Tuesday, March 8, 2011
Since his untimely death in 1975, Tim Buckley’s status as a cult hero has become established. Through a seemingly never-ending series of re-issues, unearthed live performances, and radio broadcasts, Buckley’s work has been kept in wide circulation. Inevitably, what jumps out first to new listeners is Buckley’s voice, with its’ bell-like clarity and several octave range. By the time “Sweet Surrender” was released, on the 1972 album Greetings from L.A., Buckley’s career had wound in several directions— from folk to avant-jazz. Greetings introduced the heretofore pristine Buckley into the sleaze n’ cheese world of L.A. funk. Buckley’s reaction to this context was an engagement with the expression of bleak desperation— the sense of being a werewolf on the prowl. It was a desperate time for him (commercial fortunes having dwindled) and avowed desperation briefly became his métier. “Sweet Surrender” is the most blatant expression of desperation on Greetings— what makes it unique is that it is the detailed account of an actual (in the sense of being lyrically actualized) relationship. The turbid nature of the sleaze n’ cheese orchestration gives the song a strange, guttural allure, somewhat akin to the attraction we feel for horror movies. It’s not outrageous to think that sleaze n’ cheese could have major high art consonance— Brecht/ Weill (particularly the Threepenny Opera) had a penchant for such things too. What it can engender in the listener is a sense of morbid fascination. Yet the lyrics of “Sweet Surrender” chafe against this— having been written from a deep, dark place, they initiate a battle with the sleaze n’ cheese production. The war is a gruesome one, and neither side wins. But, in terms of pulling out all the stops to engender a reaction from the listener, “Sweet Surrender” is nonpareil in the rock canon.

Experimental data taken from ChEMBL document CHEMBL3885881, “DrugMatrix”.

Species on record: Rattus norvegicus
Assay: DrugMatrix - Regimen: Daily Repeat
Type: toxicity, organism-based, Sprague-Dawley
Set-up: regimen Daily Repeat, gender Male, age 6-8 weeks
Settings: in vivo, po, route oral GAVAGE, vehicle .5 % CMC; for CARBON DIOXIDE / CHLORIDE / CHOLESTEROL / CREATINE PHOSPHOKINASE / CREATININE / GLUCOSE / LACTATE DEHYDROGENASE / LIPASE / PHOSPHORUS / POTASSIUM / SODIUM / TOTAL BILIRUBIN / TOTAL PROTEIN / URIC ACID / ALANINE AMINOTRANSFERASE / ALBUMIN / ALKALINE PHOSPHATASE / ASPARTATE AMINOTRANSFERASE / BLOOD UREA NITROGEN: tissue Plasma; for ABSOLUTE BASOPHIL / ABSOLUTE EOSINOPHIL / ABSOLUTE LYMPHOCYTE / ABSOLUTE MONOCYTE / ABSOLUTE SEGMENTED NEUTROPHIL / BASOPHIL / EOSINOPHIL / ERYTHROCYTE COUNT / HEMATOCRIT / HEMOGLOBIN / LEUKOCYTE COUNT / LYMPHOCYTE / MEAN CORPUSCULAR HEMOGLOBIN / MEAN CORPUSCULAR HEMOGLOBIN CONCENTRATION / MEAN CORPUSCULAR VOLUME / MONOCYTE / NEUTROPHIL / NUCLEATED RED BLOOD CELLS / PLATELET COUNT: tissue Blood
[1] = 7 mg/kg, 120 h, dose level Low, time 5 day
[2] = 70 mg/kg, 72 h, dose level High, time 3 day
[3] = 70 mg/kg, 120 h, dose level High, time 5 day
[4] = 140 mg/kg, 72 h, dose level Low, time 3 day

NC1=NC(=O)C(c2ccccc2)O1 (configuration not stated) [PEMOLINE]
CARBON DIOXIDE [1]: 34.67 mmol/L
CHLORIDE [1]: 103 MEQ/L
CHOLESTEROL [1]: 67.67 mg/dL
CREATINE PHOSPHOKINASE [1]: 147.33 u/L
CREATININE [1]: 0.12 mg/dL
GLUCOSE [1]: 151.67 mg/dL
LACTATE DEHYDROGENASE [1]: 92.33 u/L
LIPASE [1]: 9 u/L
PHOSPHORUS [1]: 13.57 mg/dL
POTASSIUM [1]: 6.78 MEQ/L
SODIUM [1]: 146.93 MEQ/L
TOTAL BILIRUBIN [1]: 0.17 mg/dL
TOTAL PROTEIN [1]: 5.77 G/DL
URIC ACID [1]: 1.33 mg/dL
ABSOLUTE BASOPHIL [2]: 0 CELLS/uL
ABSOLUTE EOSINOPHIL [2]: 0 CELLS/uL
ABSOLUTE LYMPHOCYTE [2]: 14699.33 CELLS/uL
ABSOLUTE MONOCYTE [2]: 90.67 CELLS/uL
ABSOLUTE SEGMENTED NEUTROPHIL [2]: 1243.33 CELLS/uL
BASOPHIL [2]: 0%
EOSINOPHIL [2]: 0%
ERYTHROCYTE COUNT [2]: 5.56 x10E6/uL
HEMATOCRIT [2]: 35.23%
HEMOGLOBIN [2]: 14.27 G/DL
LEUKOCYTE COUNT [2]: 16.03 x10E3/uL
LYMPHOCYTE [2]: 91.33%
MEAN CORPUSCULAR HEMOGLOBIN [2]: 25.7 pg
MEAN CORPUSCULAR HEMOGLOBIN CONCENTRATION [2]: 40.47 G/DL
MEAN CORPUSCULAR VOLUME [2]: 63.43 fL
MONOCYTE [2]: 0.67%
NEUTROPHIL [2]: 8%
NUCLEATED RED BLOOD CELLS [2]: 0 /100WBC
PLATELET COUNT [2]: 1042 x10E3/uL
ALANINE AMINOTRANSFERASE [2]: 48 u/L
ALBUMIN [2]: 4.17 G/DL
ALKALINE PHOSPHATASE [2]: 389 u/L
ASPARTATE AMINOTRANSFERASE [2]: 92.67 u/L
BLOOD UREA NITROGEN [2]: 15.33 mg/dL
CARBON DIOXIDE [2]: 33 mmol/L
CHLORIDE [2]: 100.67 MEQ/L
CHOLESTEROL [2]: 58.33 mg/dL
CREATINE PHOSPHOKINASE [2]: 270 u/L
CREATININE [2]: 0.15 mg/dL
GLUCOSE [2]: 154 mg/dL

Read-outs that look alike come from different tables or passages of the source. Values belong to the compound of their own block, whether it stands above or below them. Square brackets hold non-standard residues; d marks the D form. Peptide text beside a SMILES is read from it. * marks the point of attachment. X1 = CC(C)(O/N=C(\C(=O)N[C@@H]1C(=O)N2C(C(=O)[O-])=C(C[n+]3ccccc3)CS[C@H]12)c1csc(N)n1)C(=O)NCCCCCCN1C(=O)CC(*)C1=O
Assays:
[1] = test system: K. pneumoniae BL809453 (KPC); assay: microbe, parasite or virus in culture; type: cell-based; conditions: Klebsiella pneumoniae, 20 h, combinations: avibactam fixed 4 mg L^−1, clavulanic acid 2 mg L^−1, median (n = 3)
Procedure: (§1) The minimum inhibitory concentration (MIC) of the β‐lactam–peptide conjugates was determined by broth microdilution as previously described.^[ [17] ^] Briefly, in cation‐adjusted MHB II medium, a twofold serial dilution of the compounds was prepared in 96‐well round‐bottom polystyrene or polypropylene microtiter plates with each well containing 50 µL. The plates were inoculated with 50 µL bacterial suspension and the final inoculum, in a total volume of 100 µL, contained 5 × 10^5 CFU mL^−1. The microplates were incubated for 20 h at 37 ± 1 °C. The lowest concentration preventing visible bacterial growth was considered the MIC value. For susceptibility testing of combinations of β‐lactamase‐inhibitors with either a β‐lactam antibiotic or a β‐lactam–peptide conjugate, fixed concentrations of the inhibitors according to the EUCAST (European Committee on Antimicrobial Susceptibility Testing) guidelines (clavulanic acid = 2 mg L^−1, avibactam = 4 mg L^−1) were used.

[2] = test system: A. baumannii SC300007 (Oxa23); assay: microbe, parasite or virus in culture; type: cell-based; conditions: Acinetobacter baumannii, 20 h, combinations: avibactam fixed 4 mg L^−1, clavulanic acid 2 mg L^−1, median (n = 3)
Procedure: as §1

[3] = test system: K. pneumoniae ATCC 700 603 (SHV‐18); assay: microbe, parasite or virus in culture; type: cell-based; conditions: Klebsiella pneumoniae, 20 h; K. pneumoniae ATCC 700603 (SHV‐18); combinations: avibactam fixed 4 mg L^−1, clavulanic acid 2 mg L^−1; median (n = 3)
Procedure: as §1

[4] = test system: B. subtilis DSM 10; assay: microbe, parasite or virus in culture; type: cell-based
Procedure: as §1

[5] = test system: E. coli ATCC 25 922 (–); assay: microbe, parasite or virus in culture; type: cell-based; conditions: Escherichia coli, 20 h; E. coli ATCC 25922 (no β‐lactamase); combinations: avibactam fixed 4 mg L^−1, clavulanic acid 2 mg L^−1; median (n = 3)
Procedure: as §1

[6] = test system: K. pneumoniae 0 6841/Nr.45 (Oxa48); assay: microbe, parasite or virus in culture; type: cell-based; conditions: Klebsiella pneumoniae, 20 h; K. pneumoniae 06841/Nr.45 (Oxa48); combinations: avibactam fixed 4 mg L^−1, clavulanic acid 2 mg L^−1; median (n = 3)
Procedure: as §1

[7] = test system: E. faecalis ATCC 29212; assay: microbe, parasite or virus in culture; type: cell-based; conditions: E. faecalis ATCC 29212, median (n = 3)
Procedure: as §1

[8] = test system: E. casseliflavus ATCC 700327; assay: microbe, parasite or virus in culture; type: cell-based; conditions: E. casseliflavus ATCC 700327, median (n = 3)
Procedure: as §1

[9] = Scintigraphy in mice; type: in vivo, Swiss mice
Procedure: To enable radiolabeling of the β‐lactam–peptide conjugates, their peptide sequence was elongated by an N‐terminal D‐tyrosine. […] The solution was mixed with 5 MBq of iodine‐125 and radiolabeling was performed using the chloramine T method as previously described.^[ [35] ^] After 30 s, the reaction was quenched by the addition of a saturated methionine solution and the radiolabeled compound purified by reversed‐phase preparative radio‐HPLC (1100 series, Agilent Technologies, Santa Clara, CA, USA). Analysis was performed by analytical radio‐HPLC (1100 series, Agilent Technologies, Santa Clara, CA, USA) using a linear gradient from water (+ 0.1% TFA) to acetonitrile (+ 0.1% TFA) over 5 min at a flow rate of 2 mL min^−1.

The sound of guitar which opens the song is stomach-turning; two minor chords, processed by an effects box so that they sound like mud being churned. When the strings kick in for the second verse, the sense of sickliness deepens. It is these choppy strings, with the dive-bomb runs they do, which imparts the better part of the song’s sleaze n’ cheese effect. The song meanders in search of a structure, and never particularly finds one— Buckley exhorts, talks, yelps, and straightforwardly sings, which adds to the air of a misshapen construct. When Buckley does just emote, as on the final bridge, the result is exquisite— it gives the song its’ beauty quotient. The lurch the strings do at the song’s conclusion goes rather beyond “A Day in the Life”— instead of organized cacophony, this is the bottom level of sleaze— when it becomes deadly. None of this would be worth writing about if the result weren’t compelling— the aural equivalent of a train-wreck. Yet the song’s real arsenal is right there in the words. Buckley establishes the situation instantly— “Now you want to know the reason/ why I cheated on you?/ I had to be a hunter again/ this little man/ had to try to make love feel new again.” Buckley drops us in medias res into what could be seen as a soap opera, but is given quirks— a protagonist who has “to be a hunter,” worn out by the grind of a stable relationship. The unconventional detail of the protagonist feeling “little” (macho protocol often dictating that rock protagonists blow themselves up) adds to an impression of unusual candor, which is immediately rebuked by the cheesy strings.